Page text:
We all deserve a little vacation once in a while. After a year of collective trauma, job insecurity or heavy workloads, and astronomical amounts of stress, a time to unplug and unwind could do wonders for the mind and body. Every person has their own preferences and their own unique way of making their holiday an incredible one: relaxing times on the beach, adventurous mountain hikes, maybe a city trip…? Whatever makes you happy!
Unlike when you’re at home, traveling brings everything as a surprise, for the good and for the bad. What your meal options are, how you’ll be moving around, things you’re going to see, friends you’re going to make, and how the waste is managed at your temporary location. Wait – waste management? That one is probably not in many people’s mind, but it’s of course on mine. I usually get very vague information from Airbnb hosts or, even less, from hotels. “- Should I separate plastic bottles, cans and glass?” and I get the answer “- Don’t worry, just put everything out and we’ll take care of it”. Of course, this is not the information I’m looking for, and I get frustrated. That, plus the lack of control of what type of packaging you’re getting, like the plastic tea bags the host kindly left for you. Or the tiny shampoo samples in the bathroom. The cleaning wipes that you hate. The fridge with complementary water bottles. My inner voice says “relax, it’s vacation time, stop criticizing and asking uncomfortable questions”.
It seems like vacation and low waste do not get along well. That was my thought until this fall break, when we traveled to a beautiful island and were gladly surprised by the environmentally responsible actions this hotel is taking. This post is about good examples to be followed by other hotel chains. Also, this post is about stopping to complain and, instead, acknowledging the progress some businesses are making to become more sustainable. In a sector that is a major contributor to the plastic waste crisis, generating 150 million tons of single-use plastic annually, every good practice needs to be celebrated.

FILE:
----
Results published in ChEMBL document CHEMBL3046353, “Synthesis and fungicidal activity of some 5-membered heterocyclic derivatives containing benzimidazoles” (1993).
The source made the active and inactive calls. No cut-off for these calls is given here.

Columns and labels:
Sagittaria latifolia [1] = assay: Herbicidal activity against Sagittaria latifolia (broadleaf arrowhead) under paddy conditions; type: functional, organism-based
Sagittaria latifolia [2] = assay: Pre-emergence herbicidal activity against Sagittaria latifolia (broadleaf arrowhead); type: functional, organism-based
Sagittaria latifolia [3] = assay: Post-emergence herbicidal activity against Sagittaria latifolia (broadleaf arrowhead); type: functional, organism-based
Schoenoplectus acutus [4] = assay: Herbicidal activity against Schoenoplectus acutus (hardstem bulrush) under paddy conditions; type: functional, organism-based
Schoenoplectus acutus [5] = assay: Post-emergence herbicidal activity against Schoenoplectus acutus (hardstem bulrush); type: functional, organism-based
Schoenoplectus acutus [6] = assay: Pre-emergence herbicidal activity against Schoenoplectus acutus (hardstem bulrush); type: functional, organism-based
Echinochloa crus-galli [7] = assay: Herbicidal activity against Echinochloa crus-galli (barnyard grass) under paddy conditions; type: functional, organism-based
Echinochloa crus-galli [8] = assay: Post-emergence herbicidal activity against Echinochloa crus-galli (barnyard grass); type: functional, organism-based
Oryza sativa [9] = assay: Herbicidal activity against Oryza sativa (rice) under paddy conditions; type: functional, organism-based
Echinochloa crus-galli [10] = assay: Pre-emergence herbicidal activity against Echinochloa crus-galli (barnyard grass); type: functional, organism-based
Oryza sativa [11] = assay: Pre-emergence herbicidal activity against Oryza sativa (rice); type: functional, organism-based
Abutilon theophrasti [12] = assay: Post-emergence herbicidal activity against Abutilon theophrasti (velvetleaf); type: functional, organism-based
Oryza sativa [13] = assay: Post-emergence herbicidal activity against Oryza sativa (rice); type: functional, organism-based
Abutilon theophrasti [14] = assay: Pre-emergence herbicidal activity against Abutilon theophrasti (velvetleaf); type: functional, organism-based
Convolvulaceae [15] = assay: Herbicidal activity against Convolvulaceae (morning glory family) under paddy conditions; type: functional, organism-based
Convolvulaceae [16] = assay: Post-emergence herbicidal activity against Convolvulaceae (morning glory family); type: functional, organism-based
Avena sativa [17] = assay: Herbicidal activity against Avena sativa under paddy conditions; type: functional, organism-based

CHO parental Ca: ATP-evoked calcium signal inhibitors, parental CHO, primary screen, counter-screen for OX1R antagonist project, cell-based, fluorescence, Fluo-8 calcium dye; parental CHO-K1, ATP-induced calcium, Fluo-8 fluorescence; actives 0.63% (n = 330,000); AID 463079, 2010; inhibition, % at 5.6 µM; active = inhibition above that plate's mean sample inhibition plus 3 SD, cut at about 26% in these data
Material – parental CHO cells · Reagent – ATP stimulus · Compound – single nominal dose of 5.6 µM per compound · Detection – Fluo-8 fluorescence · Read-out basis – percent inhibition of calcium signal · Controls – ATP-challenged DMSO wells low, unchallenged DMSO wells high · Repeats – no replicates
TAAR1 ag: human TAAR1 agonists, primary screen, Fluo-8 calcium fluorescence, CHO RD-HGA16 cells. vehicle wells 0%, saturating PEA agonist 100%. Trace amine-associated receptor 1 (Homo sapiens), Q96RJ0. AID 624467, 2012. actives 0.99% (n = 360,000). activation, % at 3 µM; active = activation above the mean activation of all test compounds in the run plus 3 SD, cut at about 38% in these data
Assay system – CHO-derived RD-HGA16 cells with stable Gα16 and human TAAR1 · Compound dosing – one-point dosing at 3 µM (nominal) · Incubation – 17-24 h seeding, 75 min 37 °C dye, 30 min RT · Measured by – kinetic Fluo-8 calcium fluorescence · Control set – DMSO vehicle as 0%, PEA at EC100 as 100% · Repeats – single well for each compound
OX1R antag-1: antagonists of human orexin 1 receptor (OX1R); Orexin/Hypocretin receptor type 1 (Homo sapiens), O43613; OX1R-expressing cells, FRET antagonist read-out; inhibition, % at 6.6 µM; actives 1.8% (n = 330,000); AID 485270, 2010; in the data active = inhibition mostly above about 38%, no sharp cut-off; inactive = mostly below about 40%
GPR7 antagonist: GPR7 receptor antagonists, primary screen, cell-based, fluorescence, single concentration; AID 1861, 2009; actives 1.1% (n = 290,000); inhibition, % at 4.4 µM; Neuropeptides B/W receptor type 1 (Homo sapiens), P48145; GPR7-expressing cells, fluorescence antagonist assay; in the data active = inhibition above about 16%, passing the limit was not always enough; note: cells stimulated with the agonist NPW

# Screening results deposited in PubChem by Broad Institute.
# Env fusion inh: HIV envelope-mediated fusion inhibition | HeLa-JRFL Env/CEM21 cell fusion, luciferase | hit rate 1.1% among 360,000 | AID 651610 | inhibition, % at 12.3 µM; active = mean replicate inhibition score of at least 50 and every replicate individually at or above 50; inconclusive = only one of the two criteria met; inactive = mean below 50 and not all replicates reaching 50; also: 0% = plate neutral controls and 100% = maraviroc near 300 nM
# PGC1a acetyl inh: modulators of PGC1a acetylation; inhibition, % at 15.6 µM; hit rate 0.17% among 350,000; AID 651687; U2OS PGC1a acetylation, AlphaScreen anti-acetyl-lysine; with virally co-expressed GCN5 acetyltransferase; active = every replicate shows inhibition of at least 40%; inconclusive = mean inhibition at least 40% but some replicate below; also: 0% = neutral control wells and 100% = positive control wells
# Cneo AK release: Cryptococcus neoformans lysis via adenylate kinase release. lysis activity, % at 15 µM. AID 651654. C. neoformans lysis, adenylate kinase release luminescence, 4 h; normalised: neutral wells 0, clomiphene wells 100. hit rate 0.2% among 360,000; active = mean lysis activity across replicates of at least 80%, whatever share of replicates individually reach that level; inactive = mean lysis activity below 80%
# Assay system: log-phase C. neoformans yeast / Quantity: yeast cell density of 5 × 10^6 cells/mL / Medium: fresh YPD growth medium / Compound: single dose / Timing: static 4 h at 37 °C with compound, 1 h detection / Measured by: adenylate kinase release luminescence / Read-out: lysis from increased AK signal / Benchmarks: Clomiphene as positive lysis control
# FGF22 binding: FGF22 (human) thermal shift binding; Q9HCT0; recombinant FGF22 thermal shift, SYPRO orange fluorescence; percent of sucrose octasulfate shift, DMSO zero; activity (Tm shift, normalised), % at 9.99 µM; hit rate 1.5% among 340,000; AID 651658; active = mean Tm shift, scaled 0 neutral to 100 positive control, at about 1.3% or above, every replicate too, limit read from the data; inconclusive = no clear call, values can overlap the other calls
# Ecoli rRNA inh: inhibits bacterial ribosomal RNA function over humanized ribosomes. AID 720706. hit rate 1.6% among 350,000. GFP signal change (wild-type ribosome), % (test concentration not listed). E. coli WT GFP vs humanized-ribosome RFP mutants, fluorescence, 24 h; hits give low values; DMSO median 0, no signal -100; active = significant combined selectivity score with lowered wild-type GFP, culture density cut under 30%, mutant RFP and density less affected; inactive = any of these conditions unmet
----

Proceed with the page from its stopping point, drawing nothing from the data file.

It All Starts At Check-in
IDs, paperwork, get your keys and… a whole explanation about the 2 reusable glass bottles in the room and how to fill them up at the refilling stations. “We proudly are a single-use plastic free hotel”. Oh wow that caught my full attention!
Turns out the guests really need to go get their own water at a refilling station (photos below). Once there, they can see all the information about the 5-stages water purification process and, even more important, the many advantages of refilling instead of “wasting”. They are literally giving an opportunity for guests to think about their consumption and, hopefully, change their behavior and consumption pattern. I was totally delighted, almost couldn’t believe it. I took pictures and texted my sustainability friends.
Low Waste Yet Charming Bungalows
Other than a lovely bungalow, it’s a zero-plastics room.
No amenity kits. No individually wrapped chocolates or whatsoever. No tiny shampoo. Instead, wall-mounted dispensers in the bathroom (photo below) and a fridge with cans only. On the top of the TV counter were the 2 empty glass water bottles and 2 water glasses.
That reminded me of previous hotel trip where there were plastic cups wrapped in plastic, a plastic comb wrapped in plastic, 4 Q-tips in a plastic bag, 2 cotton rounds in plastic. So much waste!
The bedroom had 1 wooden bin with no plastic liner. I wondered about room service and the cleaning cart. So, I waited for them to come in, asked a bunch of questions and took more photos. Cleaning products are carried around in carts or trays and waste is sorted at the source (more photos below).